You're not as smart as you think are. While writer Yuval Noah Harari wrote his best-selling book Sapiens: A Brief History of Humankindabout the hubris and social bonds of humans, the animal kingdom is full of wondrous intelligence and social structures. "You could never convince a monkey to give you a banana by promising him limitless bananas after death in monkey heaven," Harari quips, but chimpanzees are capable of outperforming humans at certain memory tasks, and they demonstrate empathy, altruism, and self-awareness through their problem-solving skills. Many regard them as the smartest non-human species in existence, but plenty of other animals have fascinated scientists in their studies of the brain, even challenging conventional understanding of what "intelligence" is.

For instance, whales' emotional intelligence and empathy may result in mass strandings because of their close social bonds. A crow can remember the face of a human who hurt them for years, and they can even pass on the information to another crow as a warning to stay away from that human. What was the nicest thing you've done for your friends lately?

Sperm Whales

Sperm whales can reach up to 67-feet long, which makes tracking their behaviors to evaluate their intelligence difficult for researchers. But their brain size is the largest of any animal on earth, and all sperm whales are thought to have descended from the same female (nicknamed "Eve"). But brain size doesn't strongly correlate to intelligence; its sperm whales' behaviors that illuminate what thoughtful creatures they are.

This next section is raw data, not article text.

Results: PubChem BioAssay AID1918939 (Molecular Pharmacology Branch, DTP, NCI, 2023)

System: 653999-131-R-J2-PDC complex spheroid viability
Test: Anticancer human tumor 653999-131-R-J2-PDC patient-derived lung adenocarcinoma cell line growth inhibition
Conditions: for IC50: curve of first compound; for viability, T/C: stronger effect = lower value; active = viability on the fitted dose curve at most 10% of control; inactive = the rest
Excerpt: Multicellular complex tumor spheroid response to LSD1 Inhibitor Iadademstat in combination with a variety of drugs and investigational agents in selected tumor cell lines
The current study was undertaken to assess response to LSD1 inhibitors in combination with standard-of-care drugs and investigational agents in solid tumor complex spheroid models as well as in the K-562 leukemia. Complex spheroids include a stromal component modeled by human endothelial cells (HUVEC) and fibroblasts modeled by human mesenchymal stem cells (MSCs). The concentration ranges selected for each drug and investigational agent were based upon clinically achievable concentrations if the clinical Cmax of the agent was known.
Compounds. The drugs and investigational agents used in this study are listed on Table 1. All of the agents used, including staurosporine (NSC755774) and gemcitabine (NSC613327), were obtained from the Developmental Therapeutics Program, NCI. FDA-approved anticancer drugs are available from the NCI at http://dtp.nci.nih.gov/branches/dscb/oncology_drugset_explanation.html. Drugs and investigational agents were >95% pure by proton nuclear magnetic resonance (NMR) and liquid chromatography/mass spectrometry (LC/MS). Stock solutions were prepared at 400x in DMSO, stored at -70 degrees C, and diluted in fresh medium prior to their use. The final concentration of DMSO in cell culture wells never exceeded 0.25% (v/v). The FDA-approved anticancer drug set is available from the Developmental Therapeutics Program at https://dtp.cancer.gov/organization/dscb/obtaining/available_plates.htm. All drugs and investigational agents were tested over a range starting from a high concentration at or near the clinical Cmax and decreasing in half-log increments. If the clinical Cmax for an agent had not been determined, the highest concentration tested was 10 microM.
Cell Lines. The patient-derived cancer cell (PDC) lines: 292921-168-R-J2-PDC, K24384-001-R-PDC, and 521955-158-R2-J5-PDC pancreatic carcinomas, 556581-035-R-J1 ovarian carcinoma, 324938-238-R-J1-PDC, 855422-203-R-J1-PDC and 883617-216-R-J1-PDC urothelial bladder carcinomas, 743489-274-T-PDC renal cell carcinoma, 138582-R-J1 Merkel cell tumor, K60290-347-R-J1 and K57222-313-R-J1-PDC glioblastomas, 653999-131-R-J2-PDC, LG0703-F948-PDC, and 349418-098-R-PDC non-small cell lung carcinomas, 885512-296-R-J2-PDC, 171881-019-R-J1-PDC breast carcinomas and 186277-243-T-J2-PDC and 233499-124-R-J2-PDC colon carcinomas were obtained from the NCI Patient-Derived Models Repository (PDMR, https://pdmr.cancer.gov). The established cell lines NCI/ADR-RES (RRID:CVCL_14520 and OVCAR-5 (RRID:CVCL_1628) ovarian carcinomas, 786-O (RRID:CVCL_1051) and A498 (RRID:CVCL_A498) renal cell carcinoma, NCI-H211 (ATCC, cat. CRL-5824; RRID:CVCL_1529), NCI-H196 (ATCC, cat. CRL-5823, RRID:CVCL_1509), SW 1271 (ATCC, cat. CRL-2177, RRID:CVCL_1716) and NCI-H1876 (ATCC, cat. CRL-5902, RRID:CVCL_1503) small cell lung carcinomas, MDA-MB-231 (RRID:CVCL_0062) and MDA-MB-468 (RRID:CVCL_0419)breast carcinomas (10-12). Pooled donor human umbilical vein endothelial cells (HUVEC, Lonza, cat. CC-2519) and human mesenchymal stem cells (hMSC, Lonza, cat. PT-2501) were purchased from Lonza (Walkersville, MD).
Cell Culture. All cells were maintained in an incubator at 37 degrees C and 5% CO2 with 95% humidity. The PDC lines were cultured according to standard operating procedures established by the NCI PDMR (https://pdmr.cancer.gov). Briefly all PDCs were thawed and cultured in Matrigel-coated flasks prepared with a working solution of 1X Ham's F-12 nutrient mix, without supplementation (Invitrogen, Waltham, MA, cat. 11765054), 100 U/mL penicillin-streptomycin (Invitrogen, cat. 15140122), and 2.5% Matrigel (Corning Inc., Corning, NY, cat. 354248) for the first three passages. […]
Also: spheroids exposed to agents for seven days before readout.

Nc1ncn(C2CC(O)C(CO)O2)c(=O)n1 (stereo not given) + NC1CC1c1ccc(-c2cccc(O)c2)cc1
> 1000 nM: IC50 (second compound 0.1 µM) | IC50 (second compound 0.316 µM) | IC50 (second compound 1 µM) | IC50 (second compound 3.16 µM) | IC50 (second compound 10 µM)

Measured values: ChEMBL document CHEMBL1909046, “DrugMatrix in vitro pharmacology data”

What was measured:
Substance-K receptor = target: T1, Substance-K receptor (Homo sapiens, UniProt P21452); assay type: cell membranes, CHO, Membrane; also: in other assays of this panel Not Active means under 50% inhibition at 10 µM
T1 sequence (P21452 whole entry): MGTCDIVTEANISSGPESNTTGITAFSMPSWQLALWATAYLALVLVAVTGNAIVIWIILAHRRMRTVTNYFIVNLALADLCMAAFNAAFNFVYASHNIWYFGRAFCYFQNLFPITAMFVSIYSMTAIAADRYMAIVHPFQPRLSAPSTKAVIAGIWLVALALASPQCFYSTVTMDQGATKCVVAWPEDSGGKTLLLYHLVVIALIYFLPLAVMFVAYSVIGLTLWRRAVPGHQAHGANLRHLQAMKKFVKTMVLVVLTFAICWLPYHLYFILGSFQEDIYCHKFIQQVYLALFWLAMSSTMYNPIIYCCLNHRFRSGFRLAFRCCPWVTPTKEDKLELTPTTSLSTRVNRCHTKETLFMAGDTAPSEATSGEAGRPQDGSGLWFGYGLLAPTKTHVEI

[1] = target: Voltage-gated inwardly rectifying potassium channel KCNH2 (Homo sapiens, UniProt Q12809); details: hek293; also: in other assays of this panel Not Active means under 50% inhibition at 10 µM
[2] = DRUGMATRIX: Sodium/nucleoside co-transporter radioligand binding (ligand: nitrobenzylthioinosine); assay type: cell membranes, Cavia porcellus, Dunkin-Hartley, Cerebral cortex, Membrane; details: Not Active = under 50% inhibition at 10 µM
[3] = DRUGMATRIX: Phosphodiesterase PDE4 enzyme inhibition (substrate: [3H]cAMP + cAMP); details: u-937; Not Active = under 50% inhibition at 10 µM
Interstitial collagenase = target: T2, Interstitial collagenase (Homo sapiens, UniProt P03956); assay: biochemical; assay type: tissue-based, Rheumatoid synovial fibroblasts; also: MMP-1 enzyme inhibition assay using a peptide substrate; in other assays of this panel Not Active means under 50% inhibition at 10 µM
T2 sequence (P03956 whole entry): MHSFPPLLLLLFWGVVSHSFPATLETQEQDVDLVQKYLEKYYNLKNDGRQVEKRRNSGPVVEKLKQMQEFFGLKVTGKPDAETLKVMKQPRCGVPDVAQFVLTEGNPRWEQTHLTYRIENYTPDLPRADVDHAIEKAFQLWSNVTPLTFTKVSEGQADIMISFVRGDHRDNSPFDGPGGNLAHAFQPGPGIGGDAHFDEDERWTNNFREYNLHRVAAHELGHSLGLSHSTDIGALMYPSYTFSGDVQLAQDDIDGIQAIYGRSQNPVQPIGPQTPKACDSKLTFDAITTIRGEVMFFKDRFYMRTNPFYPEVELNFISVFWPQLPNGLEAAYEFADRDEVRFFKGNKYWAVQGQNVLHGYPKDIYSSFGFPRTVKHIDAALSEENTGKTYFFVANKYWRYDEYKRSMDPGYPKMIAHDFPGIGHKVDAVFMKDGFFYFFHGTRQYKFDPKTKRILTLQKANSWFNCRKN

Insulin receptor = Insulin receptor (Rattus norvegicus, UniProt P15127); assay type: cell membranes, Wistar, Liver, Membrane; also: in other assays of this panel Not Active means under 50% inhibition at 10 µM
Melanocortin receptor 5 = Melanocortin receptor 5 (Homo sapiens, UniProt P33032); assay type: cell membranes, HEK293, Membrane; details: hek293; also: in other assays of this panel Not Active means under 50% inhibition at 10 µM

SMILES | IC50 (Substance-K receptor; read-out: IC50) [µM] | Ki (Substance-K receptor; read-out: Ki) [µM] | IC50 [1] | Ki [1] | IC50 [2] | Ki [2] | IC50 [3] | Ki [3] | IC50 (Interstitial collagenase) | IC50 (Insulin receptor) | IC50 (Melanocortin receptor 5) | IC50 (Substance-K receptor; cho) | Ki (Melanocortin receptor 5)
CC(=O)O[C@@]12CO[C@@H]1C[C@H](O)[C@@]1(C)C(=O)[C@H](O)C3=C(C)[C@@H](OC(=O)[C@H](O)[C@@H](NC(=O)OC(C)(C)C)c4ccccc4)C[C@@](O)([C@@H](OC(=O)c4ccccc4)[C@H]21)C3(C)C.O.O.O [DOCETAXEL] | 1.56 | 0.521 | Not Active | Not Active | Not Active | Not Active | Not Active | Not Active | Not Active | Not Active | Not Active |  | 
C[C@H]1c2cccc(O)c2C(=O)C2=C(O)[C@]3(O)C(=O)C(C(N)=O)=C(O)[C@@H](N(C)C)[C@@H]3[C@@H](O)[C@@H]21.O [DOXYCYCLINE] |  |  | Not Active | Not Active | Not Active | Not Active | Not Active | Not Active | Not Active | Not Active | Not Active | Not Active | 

"Dolphin and whale societies are at least as complex as what we have observed in primates," said evolutionary biologist Susanne Shultz. "They are extremely playful, they learn from each other, have complex communication. One problem for understanding just how smart they are is how difficult it is to observe them and to understand their marine world. Therefore, we have only a glimpse of what they are capable of."

For instance, sperm whale vocalizations are observed to be distinct in different regions, leading to comparisons to different dialects of human language. Some have even proposed that whales call each other by specific names.

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